2970    until an outb( end-of-interrupt) is found. For priority levels 0 and
 2971    >15 (not real IRQs), vm86 executes once, then returns, since no outb20
 2972    will come. Returns: 0 = complete, 1 = interrupt not run because it
 2973    directly calls our "bios" See run_timer_tick() in timer.c for an
 2974    example To assure notification when the irq completes, we push flags,
 2975    ip, and cs here and fake cs:ip to PIC_[SEG,OFF], where there is a hlt.
 2976    This makes the irq generate a sigsegv, which calls pic_iret when it
 2977    completes. pic_iret then pops the real cs:ip from the stack. This
 2978    routine is RE-ENTRANT - it calls run_irqs, which may call an interrupt
 2979    routine, which may call do_irq(). Be Careful! !!!!!!!!!!!!!!!!!! No
 2980    single interrupt is ever re-entered.
 2981 
 2982    Callers: base/misc/ioctl.c base/keyboard/serv_8042.c
 2983    base/keyboard/keyboard-server.c base/serial/ser_irq.c
 2984    dosext/sound/sound.c dosext/net/net/pktnew.c
 2985      _________________________________________________________________
 2986 
 2987 12.1.7. pic_resched
 2988 
 2989    pic_resched decrements a count of interrupts on the stack (set by
 2990    do_irq()). If the count is then less or equal to some pre-defined
 2991    value (normally 1, pic_icount_od), pic_resched moves all queued
 2992    interrupts to the interrupt request register.
 2993 
 2994    Normally it is called from pic_iret(), but it can also be called
 2995    directly if dosemu was fooled by the program and failed to catch iret.
 2996      _________________________________________________________________
 2997 
 2998 12.1.8. pic_request
 2999 
 3000    pic_request triggers an interrupt. There is presently no way to
 3001    "un-trigger" an interrupt. The interrupt will be initiated the next
 3002    time pic_run is called, unless masked or superceded by a higher
 3003    priority interrupt. pic_request takes one argument, an interrupt
 3004    level, which specifies the interrupt to be triggered. If that
 3005    interrupt is already active, the request will be queued until all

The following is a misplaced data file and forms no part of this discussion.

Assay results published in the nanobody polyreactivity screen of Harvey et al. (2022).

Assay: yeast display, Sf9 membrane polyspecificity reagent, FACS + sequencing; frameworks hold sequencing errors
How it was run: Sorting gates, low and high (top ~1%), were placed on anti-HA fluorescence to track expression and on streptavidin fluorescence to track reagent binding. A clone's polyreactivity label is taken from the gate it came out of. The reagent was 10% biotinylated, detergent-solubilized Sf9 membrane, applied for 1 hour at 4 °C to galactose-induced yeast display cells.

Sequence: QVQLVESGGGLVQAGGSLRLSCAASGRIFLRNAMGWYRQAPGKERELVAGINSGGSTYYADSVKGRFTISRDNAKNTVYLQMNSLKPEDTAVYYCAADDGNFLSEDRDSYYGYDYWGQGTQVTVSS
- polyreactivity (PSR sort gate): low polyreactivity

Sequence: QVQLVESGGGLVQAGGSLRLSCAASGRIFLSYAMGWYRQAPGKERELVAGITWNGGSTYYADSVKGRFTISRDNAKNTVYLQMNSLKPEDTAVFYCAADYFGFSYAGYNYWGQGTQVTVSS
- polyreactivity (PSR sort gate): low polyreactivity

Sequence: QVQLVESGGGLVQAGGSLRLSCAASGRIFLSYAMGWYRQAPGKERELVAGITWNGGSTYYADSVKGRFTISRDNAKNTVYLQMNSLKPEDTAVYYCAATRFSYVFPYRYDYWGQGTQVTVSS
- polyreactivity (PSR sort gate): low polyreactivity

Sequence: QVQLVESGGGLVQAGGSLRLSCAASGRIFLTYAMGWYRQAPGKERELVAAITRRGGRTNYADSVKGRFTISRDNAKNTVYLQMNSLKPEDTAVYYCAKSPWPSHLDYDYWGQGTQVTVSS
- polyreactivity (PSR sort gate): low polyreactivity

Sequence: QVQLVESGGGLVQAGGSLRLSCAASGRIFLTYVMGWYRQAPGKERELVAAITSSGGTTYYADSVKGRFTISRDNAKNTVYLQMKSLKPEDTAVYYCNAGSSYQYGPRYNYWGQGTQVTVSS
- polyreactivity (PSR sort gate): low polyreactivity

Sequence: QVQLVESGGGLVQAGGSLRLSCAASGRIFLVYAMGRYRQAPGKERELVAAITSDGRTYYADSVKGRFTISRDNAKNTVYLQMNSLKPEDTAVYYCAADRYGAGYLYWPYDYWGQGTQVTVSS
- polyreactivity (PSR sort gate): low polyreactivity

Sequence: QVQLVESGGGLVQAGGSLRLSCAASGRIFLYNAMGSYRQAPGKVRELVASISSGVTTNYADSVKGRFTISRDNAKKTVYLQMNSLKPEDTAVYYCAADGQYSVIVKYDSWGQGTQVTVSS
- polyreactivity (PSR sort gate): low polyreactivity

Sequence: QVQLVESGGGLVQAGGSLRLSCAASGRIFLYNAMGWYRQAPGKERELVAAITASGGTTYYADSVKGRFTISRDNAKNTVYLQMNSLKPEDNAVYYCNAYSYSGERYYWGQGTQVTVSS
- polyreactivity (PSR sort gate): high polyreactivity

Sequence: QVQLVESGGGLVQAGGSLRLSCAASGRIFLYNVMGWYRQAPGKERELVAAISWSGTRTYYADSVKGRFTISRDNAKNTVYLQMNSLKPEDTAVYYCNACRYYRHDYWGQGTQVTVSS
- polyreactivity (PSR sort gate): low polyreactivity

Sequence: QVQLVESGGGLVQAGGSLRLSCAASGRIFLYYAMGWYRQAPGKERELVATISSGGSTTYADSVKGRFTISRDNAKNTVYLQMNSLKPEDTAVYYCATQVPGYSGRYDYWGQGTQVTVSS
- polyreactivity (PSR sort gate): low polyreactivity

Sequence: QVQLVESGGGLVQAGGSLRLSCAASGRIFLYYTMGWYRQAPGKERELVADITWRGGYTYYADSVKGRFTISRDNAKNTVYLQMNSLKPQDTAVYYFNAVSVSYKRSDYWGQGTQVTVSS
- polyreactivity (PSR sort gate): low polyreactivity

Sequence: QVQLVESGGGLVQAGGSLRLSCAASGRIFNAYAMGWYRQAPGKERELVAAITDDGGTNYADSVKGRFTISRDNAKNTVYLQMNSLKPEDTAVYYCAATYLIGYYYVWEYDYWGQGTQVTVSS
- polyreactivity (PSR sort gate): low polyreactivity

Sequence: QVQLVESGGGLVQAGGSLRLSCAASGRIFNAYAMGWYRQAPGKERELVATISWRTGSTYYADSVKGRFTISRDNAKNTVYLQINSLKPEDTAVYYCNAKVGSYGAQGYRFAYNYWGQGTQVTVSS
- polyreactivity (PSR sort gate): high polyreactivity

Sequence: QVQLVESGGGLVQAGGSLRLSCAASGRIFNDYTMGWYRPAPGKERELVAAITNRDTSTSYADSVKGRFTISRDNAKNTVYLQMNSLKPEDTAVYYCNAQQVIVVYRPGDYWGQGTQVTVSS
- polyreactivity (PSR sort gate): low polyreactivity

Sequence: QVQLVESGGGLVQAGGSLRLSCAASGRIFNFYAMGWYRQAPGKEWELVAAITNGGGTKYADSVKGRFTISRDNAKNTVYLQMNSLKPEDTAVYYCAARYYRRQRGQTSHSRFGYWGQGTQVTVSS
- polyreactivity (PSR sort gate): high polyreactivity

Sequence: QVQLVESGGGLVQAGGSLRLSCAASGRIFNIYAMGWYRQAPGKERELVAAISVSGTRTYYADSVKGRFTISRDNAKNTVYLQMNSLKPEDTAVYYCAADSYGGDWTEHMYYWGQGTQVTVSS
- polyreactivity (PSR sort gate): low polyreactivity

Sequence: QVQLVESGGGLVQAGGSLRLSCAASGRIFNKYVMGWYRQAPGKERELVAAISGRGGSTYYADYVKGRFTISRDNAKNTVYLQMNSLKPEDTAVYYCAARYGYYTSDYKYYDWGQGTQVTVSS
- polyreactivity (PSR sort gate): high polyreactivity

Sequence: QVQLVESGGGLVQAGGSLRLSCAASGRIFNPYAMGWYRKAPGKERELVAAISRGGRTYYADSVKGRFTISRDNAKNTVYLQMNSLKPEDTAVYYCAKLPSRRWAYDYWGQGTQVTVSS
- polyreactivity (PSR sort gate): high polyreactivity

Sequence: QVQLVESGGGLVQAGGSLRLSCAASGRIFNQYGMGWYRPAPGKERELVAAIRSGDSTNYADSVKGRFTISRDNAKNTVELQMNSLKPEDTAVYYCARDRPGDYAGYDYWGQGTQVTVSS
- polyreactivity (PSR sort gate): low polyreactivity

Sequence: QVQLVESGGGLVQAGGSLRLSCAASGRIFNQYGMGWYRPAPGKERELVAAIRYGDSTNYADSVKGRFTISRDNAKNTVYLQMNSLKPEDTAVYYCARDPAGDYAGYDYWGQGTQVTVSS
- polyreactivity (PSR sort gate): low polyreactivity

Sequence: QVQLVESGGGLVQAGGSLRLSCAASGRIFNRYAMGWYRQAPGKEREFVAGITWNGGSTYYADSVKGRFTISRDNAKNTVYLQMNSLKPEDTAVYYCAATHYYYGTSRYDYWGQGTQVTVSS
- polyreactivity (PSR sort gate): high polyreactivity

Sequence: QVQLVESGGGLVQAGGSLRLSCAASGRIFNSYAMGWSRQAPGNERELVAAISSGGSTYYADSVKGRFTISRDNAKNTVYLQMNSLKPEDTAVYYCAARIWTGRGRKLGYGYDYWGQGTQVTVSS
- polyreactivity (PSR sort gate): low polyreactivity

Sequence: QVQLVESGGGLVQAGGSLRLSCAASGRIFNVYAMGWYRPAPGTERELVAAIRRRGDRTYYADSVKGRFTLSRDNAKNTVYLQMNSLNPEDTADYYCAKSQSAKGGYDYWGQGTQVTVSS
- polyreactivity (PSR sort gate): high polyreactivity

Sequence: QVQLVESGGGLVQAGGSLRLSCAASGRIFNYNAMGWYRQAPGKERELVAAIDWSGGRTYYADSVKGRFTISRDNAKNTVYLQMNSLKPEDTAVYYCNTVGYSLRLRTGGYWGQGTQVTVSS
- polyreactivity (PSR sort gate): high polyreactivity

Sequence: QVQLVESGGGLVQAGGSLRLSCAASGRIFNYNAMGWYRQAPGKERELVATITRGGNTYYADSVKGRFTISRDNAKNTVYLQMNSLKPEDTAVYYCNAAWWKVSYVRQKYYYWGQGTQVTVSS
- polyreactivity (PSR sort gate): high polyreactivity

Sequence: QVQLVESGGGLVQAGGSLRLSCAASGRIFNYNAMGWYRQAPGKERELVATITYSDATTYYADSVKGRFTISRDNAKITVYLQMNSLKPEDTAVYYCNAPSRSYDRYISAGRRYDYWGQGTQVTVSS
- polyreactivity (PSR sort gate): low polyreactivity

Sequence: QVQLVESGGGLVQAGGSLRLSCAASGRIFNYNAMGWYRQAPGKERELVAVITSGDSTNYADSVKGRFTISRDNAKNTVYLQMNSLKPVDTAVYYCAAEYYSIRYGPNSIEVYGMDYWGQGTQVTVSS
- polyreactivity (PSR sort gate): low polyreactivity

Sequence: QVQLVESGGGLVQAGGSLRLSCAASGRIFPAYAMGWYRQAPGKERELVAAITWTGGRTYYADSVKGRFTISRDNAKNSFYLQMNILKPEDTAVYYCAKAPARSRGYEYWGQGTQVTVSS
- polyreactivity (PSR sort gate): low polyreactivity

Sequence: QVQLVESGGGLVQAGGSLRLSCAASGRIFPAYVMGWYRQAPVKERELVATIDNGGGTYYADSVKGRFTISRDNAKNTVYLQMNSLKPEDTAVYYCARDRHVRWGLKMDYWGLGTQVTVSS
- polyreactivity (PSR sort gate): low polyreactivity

3006    active interrupts have been completed. The queue is only one request
 3007    deep for each interrupt, so it is the responsibility of the interrupt
 3008    code to retrigger itself if more interrupts are needed.
 3009      _________________________________________________________________
 3010 
 3011 12.1.9. pic_iret
 3012 
 3013    pic_iret is used to sense that all active interrupts are really
 3014    complete, so that interrupts queued by pic_request can be triggered.
 3015    Interrupts end when they issue an outb 0x20 to the pic, however it is
 3016    not yet safe at that time to retrigger interrupts, since the stack has
 3017    not been restored to its initial state by an iret. pic_iret is called
 3018    whenever interrupts have been enabled by a popf, sti, or iret. It
 3019    determines if an iret was the cause by comparing stack contents with
 3020    cs and ip. If so, it calls pic_resched() and does the actual iret by
 3021    pop'ing ip and cs from stack. It is possible for pic_iret to be fooled
 3022    by dos code; for this reason active interrupts are checked, any queued
 3023    interrupts that are also active will remain queued. Also, some
 3024    programs fake an iret, so that it is possible for pic_iret to fail.
 3025    See pic_watch for the watchdog timer that catches and fixes this
 3026    event.
 3027      _________________________________________________________________
 3028 
 3029 12.1.10. pic_watch
 3030 
 3031    pic_watch is a watchdog timer for pending interrupts. If pic_iret
 3032    somehow fails to activate a pending interrupt request for 2
 3033    consecutive timer ticks, pic_watch will activate them anyway.
 3034    pic_watch is called ONLY by timer_tick, the interval timer signal
 3035    handler, so the two functions will probably be merged.
 3036      _________________________________________________________________
 3037 
 3038 12.1.11. pic_pending
 3039 
 3040    This function returns a non-zero value if the designated interrupt has
 3041    been requested and is not masked. In these circumstances, it is
 3042    important for a hardware emulation to return a status which does *not*
 3043    reflect the event(s) which caused the request, until the interrupt
 3044    actually gets processed. This, in turn, hides the interrupt latency of
 3045    pic from the dos software.
 3046 
 3047    The single parameter ilevel is the interrupt level (see pic.h) of the
 3048    interrupt of interest.
 3049 
 3050    If the requested interrupt level is currently active, the returned
 3051    status will depend upon whether the interrupt code has re-requested
 3052    itself. If no re-request has occurred, a value of false (zero) will be
 3053    returned.
 3054      _________________________________________________________________
 3055 
 3056 12.1.12. pic_activate
 3057 
 3058    pic_activate requests any interrupts whose scheduled time has arrived.
 3059    anything after pic_dos_time and before pic_sys_time is activated.
 3060    pic_dos_time is advanced to the earliest time scheduled.
 3061      _________________________________________________________________
 3062 
 3063 12.1.13. pic_sched
 3064 
 3065    pic_sched schedules an interrupt for activation after a designated
 3066    time interval. The time measurement is in unis of 1193047/second, the
 3067    same rate as the pit counters. This is convenient for timer emulation,
 3068    but can also be used for pacing other functions, such as serial
 3069    emulation, incoming keystrokes, or video updates. Some sample
 3070    intervals:
 3071 
 3072    rate/sec: 5 7.5 11 13.45 15 30 60 interval: 238608 159072 108459 88702